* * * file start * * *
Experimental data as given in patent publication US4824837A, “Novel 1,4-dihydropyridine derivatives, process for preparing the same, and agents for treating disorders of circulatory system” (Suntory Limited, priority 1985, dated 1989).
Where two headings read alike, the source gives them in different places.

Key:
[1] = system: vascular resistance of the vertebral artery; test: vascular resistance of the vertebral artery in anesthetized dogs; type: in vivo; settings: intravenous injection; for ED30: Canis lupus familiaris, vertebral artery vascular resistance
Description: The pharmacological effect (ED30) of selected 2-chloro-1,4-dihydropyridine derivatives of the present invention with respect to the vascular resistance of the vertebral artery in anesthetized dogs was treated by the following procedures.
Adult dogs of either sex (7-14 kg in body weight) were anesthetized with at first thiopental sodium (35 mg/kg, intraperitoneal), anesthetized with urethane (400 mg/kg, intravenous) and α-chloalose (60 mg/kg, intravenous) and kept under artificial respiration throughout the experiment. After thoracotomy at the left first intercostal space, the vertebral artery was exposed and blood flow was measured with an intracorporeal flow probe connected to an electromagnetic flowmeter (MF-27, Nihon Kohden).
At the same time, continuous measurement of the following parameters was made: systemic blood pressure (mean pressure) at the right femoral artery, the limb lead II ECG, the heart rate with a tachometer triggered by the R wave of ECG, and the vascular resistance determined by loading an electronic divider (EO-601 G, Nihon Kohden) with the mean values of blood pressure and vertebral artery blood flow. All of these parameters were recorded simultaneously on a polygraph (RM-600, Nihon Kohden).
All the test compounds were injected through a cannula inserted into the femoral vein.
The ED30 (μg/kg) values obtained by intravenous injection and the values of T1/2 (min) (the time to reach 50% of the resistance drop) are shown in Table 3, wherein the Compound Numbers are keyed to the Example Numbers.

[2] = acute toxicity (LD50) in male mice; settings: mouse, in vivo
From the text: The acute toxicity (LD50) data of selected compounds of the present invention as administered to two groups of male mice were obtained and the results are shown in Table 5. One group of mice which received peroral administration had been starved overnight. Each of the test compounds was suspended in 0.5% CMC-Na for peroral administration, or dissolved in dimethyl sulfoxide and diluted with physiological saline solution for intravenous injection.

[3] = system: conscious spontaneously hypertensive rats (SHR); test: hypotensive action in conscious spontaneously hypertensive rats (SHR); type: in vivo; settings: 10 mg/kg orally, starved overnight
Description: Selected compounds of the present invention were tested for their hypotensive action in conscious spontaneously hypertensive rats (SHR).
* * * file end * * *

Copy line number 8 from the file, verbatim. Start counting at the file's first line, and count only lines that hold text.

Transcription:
All the test compounds were injected through a cannula inserted into the femoral vein.